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As a consultant I do a lot of business networking events and I have seen people make some of the worst mistakes. First impressions are very important and if you don’t make a good one and a memorable one then you will have to spend a lot of future time trying to over come the bad first impression.
How to make a good first impression?
1. Be prepared – Know your elevator speech by heart. Don’t wing it. If you are like most people you do or sell way more then you can say in the first 30 seconds but don’t overwhelm people with too much information.
2. Honor the event – Be mindful of who is giving the event and why you are there. If you are in a room full of CPA’s, don’t talk badly about CPA’s or why you don’t like yours. In addition and this happened to me the other day. If you are at a non-business function don’t take the opportunity to plug your business without getting permission from the organizer. It will make you look bad.
3. Don’t be a card collector – Most people know people like these. They run up to you at an event and only have one thought in mind, GET YOUR CARD. These people have no real interest in getting to know you and will people forget you right away but they have your card.
The Follow up!
So now you have done your networking but what to do next? Follow up. I cannot tell you how many times people have told me they want to get together and explore how we can work together, only to have them never follow up.
The first thing you should do when you can is to look at all the business cards you have and make sure you know why you are following up with people. After that if you are using a Customer Relationship Management tool Great! If not, GET ONE! I always suggest hubspot.com Its a great tool, its easy to use, and its free!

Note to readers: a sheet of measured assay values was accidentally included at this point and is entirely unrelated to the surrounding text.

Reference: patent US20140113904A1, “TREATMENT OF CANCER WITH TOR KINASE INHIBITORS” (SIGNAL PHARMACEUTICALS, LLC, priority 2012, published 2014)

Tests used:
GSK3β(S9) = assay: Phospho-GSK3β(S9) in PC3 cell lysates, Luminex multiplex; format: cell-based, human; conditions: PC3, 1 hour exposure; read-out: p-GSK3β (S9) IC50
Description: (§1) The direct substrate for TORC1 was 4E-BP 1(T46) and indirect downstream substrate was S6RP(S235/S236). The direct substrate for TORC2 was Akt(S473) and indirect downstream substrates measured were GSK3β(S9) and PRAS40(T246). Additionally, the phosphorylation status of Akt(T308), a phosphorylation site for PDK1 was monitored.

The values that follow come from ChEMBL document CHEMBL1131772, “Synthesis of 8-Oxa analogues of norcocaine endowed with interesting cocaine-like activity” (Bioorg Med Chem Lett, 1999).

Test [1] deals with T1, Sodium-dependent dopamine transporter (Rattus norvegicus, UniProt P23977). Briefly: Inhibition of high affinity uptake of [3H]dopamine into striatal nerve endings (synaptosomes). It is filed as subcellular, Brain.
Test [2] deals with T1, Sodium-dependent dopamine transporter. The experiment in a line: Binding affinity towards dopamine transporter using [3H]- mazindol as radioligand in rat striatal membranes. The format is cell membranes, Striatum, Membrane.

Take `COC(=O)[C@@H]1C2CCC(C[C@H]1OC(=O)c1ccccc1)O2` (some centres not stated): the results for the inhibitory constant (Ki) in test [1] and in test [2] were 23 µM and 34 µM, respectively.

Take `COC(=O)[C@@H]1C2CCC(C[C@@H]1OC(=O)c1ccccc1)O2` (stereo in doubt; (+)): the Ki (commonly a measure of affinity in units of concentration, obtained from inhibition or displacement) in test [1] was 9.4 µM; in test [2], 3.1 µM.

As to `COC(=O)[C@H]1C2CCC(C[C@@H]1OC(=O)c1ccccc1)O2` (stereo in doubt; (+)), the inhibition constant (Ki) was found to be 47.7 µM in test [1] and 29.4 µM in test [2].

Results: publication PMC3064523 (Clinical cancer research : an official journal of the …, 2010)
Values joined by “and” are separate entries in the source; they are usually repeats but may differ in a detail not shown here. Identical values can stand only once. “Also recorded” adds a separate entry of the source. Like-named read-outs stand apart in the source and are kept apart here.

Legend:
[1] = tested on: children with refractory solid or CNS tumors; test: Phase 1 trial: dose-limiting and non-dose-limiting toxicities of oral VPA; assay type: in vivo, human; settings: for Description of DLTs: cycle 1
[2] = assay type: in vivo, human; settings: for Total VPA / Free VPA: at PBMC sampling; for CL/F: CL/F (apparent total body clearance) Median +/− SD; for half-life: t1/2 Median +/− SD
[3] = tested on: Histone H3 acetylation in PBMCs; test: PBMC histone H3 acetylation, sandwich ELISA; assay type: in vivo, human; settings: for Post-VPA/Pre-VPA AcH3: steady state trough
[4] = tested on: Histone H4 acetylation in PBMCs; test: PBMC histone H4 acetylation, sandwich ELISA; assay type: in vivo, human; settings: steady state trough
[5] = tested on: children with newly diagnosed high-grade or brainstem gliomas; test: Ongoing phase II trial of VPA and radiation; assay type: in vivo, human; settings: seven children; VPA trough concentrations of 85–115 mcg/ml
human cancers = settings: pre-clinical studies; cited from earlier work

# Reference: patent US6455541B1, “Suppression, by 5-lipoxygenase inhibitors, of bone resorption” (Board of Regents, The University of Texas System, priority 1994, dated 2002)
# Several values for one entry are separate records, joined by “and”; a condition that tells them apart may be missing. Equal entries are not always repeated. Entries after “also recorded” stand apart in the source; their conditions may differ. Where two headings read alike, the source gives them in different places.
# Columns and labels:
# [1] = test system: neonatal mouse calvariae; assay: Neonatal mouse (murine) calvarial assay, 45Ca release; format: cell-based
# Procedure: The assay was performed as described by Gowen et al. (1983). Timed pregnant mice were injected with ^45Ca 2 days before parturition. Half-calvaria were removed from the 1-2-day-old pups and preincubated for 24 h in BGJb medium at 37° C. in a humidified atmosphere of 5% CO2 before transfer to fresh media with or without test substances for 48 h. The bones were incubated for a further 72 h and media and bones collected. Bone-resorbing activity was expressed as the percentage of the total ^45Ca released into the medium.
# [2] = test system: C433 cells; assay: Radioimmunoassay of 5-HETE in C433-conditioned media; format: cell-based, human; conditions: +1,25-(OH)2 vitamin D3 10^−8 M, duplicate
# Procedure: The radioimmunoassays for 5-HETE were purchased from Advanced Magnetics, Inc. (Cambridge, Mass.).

When you contact people be sincere. It’s odd that I have to mention that but most people are always thinking about the sale. You should be thinking about the relationship. I always tell people business owners will want to help other business owners so they will have 2 choices. The first is that they can buy something from you. Which is fine, money is money right? But the second choice is build the relationship so someone will feel as though they can trust you enough to open their rolodex (or contacts in today’s world) and share all their contacts with you.
The other day I was at a networking event and I keep running into this same financial planner. Since we are traveling in the same circles I figured we would make good referral partners. I asked to meet with her I believed we could refer each other. We setup a time and place to meet (her office) and as soon as I sat down she thought I was there to sign up. Obviously I was either bad at explaining what i was looking to do or she didn’t hear me, but I network a lot and I meet tons of financial planners looking for C level people. I can’t possibly be a client for everyone.
So if you are interested in building your business through word of mouth remember to be sincere always, be specific in what you are looking for, and look for referral partners not sales.